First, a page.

A Rescue from Oblivion
How does a cemetery disappear?
It does not disappear, but in’stead goes underground. What disappears are, if you will, the visible markers: the tombstones, the fences, the tended plots. The dead remain sleeping undisturbed, for a cemetery is literally “a place where many people are sleeping.” They are nearly always there.
How then does a cemetery go underground?
First, it becomes neglected and forgotten by surviving descendants and friends of the dead. Time takes its toll: frost heaves the ground and dislodges tombstones; falling limbs and leaves accumulate; nature, never more than a few years at bay from civilization, encroaches.
One tombstone falls, children or vandals seek to tumble other stones, the ground rises, and pieces of monuments or fence are carried away as souvenirs’. Perhaps a farm ﬁeld is adjacent. The plows and disc come closer and closer. Who knows where the graveyard ends and the ﬁeld begins.
In 1939 a visitor reported that Holy Trinity. “today stands in ruins, surrounded by ancient and beautiful trees. Even the stone walls are crumbling. … Fine marble tombstones are thrown down and broken. The ground is deﬁled and God’s acre is neglected. The whole appearance of the church and yard is one of decay and wanton destruction.”
And so a cemetery approaches oblivion. There is little or nothing to show that the many bodies of women, children and men’still rest there. But the cemetery is still there; it is not abandoned, only shorn of its earthly markers. It is still “a place where many people are sleeping.”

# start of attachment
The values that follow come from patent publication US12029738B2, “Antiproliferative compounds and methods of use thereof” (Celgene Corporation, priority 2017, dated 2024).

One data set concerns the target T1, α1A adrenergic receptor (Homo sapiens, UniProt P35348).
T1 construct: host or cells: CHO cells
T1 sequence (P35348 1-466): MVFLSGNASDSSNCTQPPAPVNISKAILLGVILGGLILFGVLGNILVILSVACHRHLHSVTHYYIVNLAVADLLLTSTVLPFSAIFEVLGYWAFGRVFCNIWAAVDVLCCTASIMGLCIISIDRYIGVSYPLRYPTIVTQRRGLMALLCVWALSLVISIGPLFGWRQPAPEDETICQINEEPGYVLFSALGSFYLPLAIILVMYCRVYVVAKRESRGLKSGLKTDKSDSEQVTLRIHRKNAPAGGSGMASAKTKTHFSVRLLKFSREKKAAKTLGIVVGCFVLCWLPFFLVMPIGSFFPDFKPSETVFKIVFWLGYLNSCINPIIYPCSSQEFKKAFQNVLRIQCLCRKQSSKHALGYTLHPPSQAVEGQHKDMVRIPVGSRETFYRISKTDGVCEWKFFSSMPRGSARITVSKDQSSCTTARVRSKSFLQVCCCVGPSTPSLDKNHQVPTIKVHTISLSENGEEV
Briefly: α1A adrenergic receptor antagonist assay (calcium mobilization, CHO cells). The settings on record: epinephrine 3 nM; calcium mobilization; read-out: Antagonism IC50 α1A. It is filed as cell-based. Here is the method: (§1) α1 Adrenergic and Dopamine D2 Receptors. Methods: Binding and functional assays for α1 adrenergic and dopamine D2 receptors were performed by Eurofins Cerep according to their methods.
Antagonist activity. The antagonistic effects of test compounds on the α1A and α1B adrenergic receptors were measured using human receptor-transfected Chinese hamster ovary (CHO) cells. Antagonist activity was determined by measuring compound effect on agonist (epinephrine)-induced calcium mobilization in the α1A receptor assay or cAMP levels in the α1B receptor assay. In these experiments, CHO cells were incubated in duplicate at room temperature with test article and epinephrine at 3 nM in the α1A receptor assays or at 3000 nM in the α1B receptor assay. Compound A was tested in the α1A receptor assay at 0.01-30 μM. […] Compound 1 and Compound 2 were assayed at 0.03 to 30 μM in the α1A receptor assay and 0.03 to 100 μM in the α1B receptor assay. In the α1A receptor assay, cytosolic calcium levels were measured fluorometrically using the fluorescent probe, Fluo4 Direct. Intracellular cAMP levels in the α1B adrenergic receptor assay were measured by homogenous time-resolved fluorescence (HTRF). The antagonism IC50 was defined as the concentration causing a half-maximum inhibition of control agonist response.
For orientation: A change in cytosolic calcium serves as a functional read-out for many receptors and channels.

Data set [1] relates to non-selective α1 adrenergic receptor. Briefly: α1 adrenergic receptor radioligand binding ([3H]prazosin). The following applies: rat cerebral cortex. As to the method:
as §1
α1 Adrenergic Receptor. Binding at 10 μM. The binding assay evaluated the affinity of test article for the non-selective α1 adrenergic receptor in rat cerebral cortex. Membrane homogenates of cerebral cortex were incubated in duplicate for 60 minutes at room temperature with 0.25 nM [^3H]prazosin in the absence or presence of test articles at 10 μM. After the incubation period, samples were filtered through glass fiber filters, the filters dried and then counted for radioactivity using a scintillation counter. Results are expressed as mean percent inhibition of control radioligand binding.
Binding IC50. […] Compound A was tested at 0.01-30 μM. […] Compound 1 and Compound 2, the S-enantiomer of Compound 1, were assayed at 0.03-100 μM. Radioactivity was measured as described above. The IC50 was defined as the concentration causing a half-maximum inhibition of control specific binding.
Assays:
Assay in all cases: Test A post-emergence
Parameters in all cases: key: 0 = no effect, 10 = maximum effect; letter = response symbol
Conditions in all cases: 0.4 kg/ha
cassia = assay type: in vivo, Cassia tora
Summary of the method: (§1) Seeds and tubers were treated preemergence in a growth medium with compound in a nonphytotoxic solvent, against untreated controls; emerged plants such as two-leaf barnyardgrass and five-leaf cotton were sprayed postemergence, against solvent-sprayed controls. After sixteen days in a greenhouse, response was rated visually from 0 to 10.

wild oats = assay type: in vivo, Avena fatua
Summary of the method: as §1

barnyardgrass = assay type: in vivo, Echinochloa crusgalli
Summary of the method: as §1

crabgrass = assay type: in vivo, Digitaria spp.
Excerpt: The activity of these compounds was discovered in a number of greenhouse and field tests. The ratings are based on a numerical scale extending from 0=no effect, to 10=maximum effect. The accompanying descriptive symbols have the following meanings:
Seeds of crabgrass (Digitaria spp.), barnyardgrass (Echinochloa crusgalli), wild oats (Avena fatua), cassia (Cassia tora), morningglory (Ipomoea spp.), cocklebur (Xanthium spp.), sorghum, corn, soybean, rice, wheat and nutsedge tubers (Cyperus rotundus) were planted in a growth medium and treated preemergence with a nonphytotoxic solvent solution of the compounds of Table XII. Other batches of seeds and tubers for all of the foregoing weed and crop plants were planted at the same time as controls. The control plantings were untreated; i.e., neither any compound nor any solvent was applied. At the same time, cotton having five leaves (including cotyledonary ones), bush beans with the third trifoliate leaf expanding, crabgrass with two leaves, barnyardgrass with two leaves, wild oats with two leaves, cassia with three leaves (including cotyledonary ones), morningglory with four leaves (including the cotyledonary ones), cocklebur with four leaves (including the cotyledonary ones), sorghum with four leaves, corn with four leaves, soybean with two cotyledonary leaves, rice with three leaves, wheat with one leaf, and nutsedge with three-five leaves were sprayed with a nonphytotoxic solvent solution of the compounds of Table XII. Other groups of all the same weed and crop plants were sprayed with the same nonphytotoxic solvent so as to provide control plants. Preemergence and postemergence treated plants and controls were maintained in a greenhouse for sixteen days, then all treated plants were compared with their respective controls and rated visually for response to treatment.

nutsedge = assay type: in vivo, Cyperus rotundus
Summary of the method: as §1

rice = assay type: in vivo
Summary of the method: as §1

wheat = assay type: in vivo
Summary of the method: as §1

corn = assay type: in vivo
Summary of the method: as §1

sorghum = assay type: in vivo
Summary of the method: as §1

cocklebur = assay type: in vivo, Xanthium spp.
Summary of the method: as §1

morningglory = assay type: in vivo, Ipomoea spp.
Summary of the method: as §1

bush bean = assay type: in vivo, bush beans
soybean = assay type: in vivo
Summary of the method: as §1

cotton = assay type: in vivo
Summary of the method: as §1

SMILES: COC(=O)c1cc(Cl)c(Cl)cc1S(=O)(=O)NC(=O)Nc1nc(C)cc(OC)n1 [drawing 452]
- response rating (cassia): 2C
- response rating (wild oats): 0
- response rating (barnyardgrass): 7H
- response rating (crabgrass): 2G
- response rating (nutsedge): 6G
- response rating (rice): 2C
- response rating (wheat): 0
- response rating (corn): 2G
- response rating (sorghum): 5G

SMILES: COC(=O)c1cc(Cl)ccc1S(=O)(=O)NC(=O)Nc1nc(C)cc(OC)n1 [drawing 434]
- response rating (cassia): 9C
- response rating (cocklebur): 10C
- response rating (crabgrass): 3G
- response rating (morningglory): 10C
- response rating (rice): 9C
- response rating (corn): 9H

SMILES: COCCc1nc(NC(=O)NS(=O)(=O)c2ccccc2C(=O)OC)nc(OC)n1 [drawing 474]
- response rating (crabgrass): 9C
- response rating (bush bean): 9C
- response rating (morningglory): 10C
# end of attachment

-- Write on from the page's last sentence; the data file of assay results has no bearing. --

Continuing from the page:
The restoration of Holy Trinity Cemetery, Eldersburg, one of Carroll County’s oldest burial grounds and church sites, is a rescue from oblivion.
More than half the stones now standing, about 60 in number, were out of sight, buried under the soil, vines or leaves or lying ﬂat, slowly sinking into the ground when our restoration work began in 1990. Fences had been vandalized and carried away. The site was desolate.
But a few friends remembered what it had been and could be. With their’ interest and the continued interest of descendants, the Friends of Old Trinity cemetery organization was established. With the Friends and church groups, we are now working to establish a Trust Fund, so that this lovely and historic site will be safe and cared for evermore.
This book honors those people whose interest and efforts made possible this rescue from oblivion.
It commemorates the last of Maryland’s colonial churches, consecrated 150 years ago this week by Bishop Whittingham. And it makes available the long out-of-print Holy Trinity Parish by Dr. Purcell and The Diary of a Country Lady by Lynne Marcus.
Finally this book memorializes those who were here before us — living, working, playing, caring -— building the world we have inherited: those whose bodies are buried here awaiting the eternal awakening.
by Jim Purman